4 Ways to Build a More Inclusive Workplace [Your Employees Desire More]

McKinsey & Company Study: Understanding organizational barriers to a more inclusive workplace

5 min read, 29 March 2022

FOFO business leaders not listening

Research recap for a McKinsey & Company study: “Survey results show that many employees do not feel fully included at work and want their organizations to do more to advance inclusion and diversity.” 

Inclusion is defined by McKinsey & Company as the degree to which an individual feels that their authentic selves are welcomed at work, enabling them to contribute in a meaningful and deliberate manner. 

“Our survey research finds that respondents of all backgrounds encounter barriers to feeling included—and that women, respondents who are ethnic and racial minorities, and those who identify as LGBTQ+ encounter additional challenges.”

The guts of this research by McKinsey & Company, as our own data has also shown from our clients here at Swae (you can see more on that here), tells us that organizations that make inclusivity a priority can increase innovation, look at and change old ways of thinking (that no longer add value), and improve financial performance. 

People that feel included in their organizations are three times more likely than their peers to feel excited by and committed to their organizations. 

Imagine having a bunch of people working at an organization that feel truly excited and committed! By creating a more inclusive culture, this is how organizations can build teams where there is more trust, and better (and deeper) collaboration. From this point, this is when things can change, and more positive gains can be seen.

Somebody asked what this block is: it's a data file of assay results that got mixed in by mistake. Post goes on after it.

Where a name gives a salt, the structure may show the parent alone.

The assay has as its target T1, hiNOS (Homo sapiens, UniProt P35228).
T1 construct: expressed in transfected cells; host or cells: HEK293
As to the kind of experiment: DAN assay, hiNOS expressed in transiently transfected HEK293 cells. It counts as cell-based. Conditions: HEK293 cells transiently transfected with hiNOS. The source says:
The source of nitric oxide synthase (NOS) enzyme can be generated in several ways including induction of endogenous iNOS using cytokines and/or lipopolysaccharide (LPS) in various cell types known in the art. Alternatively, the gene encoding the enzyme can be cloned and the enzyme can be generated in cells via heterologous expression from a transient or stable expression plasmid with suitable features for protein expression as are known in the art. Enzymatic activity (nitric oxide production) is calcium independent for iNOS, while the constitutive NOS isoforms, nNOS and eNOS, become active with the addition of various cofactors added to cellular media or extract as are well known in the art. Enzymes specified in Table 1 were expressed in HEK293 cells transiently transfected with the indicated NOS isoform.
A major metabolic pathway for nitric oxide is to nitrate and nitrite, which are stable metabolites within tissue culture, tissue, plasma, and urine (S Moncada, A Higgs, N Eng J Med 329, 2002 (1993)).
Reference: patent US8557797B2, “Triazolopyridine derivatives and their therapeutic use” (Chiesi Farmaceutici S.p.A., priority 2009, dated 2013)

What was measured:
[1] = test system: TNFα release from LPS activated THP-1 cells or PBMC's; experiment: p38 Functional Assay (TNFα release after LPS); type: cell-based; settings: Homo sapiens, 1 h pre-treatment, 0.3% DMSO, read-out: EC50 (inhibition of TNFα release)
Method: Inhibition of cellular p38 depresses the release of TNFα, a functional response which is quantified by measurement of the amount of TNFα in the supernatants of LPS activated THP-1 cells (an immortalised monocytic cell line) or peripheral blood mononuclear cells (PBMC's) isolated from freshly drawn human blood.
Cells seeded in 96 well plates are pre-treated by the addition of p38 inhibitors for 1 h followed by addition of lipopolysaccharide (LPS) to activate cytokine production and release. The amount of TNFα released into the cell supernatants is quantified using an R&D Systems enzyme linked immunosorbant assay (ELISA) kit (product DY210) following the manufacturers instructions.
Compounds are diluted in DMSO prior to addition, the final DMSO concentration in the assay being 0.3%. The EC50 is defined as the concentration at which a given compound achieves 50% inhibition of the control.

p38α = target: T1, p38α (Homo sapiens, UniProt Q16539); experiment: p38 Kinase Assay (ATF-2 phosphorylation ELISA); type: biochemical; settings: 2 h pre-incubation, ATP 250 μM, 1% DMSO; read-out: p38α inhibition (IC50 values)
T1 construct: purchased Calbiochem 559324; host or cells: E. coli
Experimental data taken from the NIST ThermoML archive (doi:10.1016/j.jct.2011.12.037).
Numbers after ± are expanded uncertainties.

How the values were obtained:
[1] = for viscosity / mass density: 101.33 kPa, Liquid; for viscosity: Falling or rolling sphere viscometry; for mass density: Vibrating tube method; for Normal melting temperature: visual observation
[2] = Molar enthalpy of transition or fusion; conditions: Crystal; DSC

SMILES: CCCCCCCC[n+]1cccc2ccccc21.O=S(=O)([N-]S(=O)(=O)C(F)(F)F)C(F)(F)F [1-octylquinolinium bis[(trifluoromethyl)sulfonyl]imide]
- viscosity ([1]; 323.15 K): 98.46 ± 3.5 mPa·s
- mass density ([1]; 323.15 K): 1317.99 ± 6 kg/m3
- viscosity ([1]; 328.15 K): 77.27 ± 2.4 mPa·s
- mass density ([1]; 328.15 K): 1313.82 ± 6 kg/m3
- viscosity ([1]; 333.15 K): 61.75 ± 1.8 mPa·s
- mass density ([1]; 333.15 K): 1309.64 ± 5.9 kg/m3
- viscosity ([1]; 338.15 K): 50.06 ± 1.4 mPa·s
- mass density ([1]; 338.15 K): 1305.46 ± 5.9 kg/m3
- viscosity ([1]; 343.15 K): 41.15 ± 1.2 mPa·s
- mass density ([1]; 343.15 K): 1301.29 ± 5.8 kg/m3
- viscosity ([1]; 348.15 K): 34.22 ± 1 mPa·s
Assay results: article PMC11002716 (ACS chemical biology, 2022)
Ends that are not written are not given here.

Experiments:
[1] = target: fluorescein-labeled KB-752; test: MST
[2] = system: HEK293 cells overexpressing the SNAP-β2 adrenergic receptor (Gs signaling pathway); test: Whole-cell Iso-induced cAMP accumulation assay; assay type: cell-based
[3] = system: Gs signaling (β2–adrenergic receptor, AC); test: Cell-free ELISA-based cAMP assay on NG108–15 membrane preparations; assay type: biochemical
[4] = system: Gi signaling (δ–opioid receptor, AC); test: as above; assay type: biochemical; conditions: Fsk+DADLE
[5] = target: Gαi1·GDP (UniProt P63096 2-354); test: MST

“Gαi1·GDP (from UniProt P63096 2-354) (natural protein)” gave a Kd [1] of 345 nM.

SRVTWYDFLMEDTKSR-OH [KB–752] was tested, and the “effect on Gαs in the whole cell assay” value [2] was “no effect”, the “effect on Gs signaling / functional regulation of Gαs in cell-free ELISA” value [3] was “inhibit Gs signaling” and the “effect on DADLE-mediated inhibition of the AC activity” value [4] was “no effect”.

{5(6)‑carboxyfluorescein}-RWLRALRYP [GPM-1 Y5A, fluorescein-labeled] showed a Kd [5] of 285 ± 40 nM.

There are new generations of workers that are becoming the majority who want to know and feel that they add value, want to be included, and diversity does matter.

There are some common barriers that this study found as to why employees from a diverse set of companies don’t feel inclusion.

1. There are some types of employees that automatically feel less included than others based on their role.

2. There’s a disconnect between the individual capabilities that employees value most and their perception of which capabilities matter most to their organizations.

3. Too many workplace microaggressions happen on a regular basis, which are everyday slights rooted in bias. In every subgroup—by gender, gender identity, minority status, or sexual orientation—more than eight in ten respondents report these indignities.

More Knowledge, Less Time

The Two Minute Takeaway

On the other hand, there are companies that are doing inclusion right! These were 4 of the common threads that this research found of the companies doing it right (this is how your leadership team can start creating a more inclusive culture within your company):


Create a more diverse and inclusive leadership team: It’s important to have diverse leaders in an organization and a (real, not perceived) focus on building inclusive leadership. For example, leaders empowering others can change the game because leaders’ actions can nurture inclusion.